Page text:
The Responsibilities of Management Series, #11: Deliberately and Carefully Build, Strengthen, and Protect Your Organization’s Brand

Thoughts on Excellence Free E-Newsletter Series
Volume 18, Issue No. 4a
August 1, 2019

By Dan Coughlin


A Brand is a Reputation

Brand is a modern, fancy word for reputation.

If you wanted to hang out with a person in college, you would ask, “What’s the person’s reputation?” You were attracted to some people and repelled by others based on a little bit of information. As you got to know the person a little bit more, you would either be a little bit more attracted or a little bit more repelled.

If the person made a commitment to you or told you what he or she was all about, then you had an expectation in your mind. If that expectation was met, you trusted the person a bit more. If that expectation was not met, you trusted the person a bit less. And you told other people about this person, which enhanced or hurt the person’s reputation.

Reputation meant a lot.

You never own your reputation because it’s what other people think of you. You don’t own other people’s thoughts. Those thoughts exist inside the other person. The same is true with a brand. The organization doesn’t own the brand because it exists inside the minds of customers and potential customers.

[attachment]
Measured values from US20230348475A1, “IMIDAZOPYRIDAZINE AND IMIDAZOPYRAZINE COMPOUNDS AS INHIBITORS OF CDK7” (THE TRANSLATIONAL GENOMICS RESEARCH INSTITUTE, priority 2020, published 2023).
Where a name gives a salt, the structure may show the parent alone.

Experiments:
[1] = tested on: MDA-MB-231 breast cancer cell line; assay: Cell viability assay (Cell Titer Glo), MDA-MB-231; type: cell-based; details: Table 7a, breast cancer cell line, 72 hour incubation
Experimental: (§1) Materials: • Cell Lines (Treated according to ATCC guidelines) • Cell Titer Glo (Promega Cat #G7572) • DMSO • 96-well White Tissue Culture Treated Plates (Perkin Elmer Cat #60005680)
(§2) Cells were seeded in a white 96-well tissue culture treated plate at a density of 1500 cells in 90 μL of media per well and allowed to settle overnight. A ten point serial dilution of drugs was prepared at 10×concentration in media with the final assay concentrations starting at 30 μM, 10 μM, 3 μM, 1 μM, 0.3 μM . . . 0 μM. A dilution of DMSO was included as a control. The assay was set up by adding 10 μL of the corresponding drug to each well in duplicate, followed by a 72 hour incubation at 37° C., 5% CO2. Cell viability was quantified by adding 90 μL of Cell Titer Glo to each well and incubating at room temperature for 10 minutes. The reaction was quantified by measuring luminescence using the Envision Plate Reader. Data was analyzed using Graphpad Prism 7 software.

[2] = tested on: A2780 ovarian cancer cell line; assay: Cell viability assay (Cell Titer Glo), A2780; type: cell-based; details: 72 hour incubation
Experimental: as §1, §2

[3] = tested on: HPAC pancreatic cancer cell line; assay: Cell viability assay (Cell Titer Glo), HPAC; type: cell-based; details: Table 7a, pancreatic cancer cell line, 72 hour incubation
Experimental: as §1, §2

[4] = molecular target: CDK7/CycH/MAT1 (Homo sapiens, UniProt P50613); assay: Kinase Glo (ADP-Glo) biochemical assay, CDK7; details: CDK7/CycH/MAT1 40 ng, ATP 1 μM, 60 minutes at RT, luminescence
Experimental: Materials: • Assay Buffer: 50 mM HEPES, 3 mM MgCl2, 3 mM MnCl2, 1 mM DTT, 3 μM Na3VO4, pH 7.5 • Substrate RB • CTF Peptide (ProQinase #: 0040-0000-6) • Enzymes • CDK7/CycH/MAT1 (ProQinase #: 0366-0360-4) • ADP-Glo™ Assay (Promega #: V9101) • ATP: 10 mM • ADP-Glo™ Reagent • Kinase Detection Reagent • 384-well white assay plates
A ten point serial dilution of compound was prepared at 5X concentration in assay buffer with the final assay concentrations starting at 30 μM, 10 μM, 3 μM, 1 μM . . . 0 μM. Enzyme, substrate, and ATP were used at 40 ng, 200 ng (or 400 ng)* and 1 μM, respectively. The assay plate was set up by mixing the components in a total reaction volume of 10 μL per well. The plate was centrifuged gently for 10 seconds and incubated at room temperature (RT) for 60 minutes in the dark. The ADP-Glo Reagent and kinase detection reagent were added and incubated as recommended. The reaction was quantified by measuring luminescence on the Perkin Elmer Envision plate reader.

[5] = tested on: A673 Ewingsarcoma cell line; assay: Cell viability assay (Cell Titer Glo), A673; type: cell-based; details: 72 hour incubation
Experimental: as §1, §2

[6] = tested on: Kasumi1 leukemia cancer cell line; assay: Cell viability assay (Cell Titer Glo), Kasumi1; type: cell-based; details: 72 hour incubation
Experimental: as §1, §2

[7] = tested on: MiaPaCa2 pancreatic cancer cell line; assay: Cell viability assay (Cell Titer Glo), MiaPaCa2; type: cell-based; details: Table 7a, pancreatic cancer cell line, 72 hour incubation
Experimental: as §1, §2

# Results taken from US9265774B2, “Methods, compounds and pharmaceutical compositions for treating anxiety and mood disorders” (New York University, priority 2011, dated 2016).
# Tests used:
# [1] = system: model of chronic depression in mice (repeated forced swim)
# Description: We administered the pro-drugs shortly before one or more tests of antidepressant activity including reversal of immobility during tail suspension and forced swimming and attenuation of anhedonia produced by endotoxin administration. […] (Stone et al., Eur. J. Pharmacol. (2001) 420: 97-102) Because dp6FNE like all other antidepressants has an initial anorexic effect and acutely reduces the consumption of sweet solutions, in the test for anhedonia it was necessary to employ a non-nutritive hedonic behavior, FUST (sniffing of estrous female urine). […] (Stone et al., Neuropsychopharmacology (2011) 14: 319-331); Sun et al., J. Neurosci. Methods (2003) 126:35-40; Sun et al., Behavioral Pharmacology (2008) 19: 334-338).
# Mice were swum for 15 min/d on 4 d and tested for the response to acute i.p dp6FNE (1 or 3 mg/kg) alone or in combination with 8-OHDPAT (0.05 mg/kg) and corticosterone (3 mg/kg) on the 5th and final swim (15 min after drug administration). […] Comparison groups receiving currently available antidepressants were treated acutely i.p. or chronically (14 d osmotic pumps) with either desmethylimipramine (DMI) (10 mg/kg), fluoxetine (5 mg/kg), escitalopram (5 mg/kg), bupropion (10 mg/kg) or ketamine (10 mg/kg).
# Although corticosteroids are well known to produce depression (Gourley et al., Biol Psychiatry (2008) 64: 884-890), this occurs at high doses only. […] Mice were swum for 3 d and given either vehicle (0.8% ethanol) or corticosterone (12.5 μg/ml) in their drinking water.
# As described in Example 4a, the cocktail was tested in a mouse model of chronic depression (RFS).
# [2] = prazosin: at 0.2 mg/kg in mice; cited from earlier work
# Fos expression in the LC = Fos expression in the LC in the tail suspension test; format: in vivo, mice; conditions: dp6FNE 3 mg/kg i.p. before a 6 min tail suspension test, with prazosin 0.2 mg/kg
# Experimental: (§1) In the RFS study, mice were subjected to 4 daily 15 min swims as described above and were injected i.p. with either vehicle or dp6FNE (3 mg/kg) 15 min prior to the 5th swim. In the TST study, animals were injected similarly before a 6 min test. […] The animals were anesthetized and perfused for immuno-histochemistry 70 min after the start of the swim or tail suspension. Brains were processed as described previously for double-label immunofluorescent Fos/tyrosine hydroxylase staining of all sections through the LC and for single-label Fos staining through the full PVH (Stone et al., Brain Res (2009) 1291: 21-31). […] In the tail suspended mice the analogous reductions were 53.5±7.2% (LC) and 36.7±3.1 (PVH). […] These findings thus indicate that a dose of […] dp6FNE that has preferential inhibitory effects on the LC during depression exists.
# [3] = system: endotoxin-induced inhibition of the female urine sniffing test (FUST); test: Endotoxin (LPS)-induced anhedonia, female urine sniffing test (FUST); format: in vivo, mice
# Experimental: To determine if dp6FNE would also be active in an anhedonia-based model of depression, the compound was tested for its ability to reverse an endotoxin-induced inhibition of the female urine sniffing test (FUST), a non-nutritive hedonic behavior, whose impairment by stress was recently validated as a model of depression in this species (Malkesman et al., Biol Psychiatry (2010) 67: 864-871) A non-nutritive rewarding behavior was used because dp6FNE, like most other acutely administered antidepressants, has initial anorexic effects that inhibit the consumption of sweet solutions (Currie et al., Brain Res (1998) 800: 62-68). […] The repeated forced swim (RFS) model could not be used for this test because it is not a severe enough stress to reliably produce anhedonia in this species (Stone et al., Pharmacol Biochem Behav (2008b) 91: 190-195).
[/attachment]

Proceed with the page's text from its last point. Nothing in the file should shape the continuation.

A brand is the value a person thinks he or she is going to get when buying a certain product or service from a certain company. That expectation is either met, exceeded, or not met. In which case, the person’s trust in that brand either goes up or goes down. And then that person tells other people his or her thoughts about that brand.

This pattern is true for every single organization in the world. People either have an opinion about your products and services or they’ve never heard of them. Either way they have a thought about your brand, which might be that they’ve never heard of it. If they have heard about your products and services, they have an opinion, and they might very well share that opinion with other people.

Your job is to work in a very deliberate and careful way to build, strengthen, and protect the reputation that you want your organization to be known for.

The Six Steps to Build, Strengthen, and Protect Your Organization’s Brand

  1.  Define the people whom you want to sell value.
  2. Define the value you want to sell them.